explore New Zealand
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Explore New Zealand

Explore New Zealand  a country of stunning and diverse natural beauty: jagged mountains, rolling pasture land, steep fiords, pristine trout-filled lakes, raging rivers, scenic beaches, and active volcanic zones. These islands are one of Earth’s most peculiar bioregions, inhabited by flightless birds seen nowhere else such as a nocturnal, burrowing parrot called the kakapo and kiwi. Kiwi is not only one of the national symbols – the others being the silver fern leaf and koru – but also the name New Zealanders usually call themselves.

These islands are sparsely populated, particularly away from the North Island, but easily accessible. There are sparklingly modern visitor facilities, and transport networks are well developed with Airports throughout the country and well maintained highways. New Zealand often adds an adventure twist to nature: it’s the original home of jet-boating through shallow gorges, and bungee jumping off anything high enough to give a thrill.

Māori culture continues to play an important part in everyday life and government and corporate symbolism with abundant opportunities for visitors to understand and experience both the history and present day forms of Māori life.

New Zealand has been called “God’s own country” and the “Paradise of the Pacific” since the early 1800s.

Consisting of two main islands – imaginatively named North Island and South Island and many smaller ones in the South Pacific Ocean, this archipelago lies 1,600km (1,000 mi) south east of Australia.

New Zealand is the fifth largest wholly island nation on earth, its land area surpassed only by Australia, Indonesia, Japan and the Philippines; NZ’s maritime Exclusive Economic Zone (EEZ) is fifteen times larger, being exceeded only by Australia in the preceding list.

With a population of nearly 4.5 million in a country larger than the United Kingdom, many areas are sparsely settled.

Be sure to allow sufficient time to travel in New Zealand. Distances are larger than you probably think and many roads wind along the coast and through mountain ranges (particularly on the South Island). It’s rewarding to tour for three or four weeks on each of the main islands, although you can certainly see some of the highlights in less time.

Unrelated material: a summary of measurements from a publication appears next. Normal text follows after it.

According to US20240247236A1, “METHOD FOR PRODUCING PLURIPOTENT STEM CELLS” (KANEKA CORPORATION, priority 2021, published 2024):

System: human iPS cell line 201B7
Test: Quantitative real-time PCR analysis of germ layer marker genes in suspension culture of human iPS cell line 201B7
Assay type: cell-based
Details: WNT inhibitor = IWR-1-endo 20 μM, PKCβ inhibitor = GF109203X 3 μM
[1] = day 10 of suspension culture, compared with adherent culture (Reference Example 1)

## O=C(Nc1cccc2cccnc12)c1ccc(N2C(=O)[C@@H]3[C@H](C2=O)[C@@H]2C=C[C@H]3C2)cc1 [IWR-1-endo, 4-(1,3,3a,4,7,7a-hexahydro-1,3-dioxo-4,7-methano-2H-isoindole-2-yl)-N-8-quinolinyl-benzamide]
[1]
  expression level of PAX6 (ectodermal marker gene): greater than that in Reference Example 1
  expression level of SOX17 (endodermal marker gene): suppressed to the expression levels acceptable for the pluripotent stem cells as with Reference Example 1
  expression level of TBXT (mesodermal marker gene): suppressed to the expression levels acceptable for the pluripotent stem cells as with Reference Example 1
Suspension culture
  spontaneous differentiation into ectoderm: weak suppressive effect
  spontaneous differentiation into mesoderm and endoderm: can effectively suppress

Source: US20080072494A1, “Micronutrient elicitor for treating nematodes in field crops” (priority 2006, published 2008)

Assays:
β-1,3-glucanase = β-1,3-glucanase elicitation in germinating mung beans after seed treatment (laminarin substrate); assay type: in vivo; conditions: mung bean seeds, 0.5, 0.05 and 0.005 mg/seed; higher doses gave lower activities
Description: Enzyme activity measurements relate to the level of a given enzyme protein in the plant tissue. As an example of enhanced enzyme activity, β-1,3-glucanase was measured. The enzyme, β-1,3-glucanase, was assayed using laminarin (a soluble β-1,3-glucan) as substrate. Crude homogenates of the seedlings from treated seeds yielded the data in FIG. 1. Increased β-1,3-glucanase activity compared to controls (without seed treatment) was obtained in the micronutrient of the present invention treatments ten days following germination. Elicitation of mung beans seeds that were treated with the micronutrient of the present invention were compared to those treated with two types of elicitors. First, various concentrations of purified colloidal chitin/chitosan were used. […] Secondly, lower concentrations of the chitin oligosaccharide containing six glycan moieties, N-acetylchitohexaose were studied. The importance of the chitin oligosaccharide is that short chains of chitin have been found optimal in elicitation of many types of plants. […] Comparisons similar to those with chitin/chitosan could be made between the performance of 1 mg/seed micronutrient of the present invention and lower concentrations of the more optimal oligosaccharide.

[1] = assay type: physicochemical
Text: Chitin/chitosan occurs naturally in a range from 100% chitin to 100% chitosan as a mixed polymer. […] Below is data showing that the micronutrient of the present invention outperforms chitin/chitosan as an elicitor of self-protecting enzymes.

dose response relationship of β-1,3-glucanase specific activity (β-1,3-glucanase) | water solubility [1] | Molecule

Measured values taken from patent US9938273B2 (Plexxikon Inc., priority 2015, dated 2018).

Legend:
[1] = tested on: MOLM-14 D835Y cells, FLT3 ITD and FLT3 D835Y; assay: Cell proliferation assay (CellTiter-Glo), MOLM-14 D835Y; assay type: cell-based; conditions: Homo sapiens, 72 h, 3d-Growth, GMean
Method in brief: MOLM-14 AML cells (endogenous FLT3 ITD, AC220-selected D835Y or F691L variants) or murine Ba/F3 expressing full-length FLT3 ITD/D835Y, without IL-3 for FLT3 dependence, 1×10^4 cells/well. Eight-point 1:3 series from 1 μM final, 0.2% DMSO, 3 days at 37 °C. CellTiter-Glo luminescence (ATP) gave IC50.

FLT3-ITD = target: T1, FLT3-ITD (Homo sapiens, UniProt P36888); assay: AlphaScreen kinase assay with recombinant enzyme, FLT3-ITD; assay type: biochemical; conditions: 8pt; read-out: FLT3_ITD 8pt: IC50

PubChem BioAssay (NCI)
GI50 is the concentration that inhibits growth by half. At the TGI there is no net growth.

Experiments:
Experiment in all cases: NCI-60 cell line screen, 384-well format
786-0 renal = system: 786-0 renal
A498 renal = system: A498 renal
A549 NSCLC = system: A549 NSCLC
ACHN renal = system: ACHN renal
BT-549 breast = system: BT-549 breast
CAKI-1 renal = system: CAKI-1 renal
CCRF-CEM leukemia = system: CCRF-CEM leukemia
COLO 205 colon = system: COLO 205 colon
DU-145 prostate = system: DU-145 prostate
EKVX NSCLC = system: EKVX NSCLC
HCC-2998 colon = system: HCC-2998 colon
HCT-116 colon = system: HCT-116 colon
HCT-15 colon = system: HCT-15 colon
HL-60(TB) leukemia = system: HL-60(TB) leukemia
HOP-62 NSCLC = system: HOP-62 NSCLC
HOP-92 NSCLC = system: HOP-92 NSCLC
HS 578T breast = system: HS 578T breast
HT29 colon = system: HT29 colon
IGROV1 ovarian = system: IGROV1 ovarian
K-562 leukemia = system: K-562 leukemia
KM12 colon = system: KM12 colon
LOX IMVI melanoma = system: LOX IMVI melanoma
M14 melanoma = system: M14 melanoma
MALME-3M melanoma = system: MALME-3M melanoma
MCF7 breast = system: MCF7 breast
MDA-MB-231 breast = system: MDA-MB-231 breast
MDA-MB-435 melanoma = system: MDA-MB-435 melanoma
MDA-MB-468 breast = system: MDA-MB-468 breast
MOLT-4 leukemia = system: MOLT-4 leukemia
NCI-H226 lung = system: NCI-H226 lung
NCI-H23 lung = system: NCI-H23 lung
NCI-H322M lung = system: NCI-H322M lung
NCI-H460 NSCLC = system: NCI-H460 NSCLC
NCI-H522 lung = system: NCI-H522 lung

Auckland, with a population of around 1.5 million people, is the largest city in Polynesia.

New Zealand was the last significant land mass on earth to be settled by humans. East Polynesians reached New Zealand about 700 years ago in a series of tremendous oceanic canoe voyages to begin settlement of what was to become New Zealand – some 46,000 years after Australia.

New Zealand has a temperate climate – winters are fairly cold in the south of the South Island but mild in the north of the North Island. The nature of the terrain, the prevailing winds and the length of the country lead to sharp regional contrasts.

Here are the most prominent settlements:

  • Auckland — “The City of Sails”, the largest conurbation, with over a million in the metropolitan area
  • Hamilton — 128 km (80 mi) south of Auckland and leafy capital of the rich and fertile Waikato on the banks of the mighty Waikato River
  • Rotorua — famous for Māori culture, geysers and beautiful hot pools.
  • Napier — “Art Deco capital of NZ”, destroyed by an earthquake in 1931 and rebuilt in this style. Famous as a wine region, especially Bordeaux style reds and Cape Kidnappers. Renowned golf course, gannet breeding grounds and wildlife sanctuary.
  • Wellington — the national capital, known as “The Windy City” – Parliament, the Beehive and the wonderful, totally free and exciting Te Papa
  • Nelson — safe and friendly, with New Zealand’s highest sunshine hours, surrounded by coastal and mountain scenery, three national parks, vineyards and orchards. Well known for its thriving arts culture and varied cuisine emphasizing local produce.
  • Christchurch — still the “Garden City” and the “Air Gateway” to Antarctica even after the recent and continuing earthquakes. The third largest conurbation with a neat International Airport
  • Queenstown — adrenalin and adventure capital of the world, where you can ski, skydive, bungee jump, jet-boat, and thrill yourself to your heart’s content
  • Dunedin — the “Edinburgh of the South”, proud of its Scotsheritage, Southern Albatross colony, and its wonderful tramping tracks; all within a short drive from the CBD
  • Abel Tasman National Park — golden sand beaches, kayaking and the Abel Tasman Coastal Track
  • Aoraki Mount Cook National Park — lots of hiking opportunities and New Zealand’s highest mountain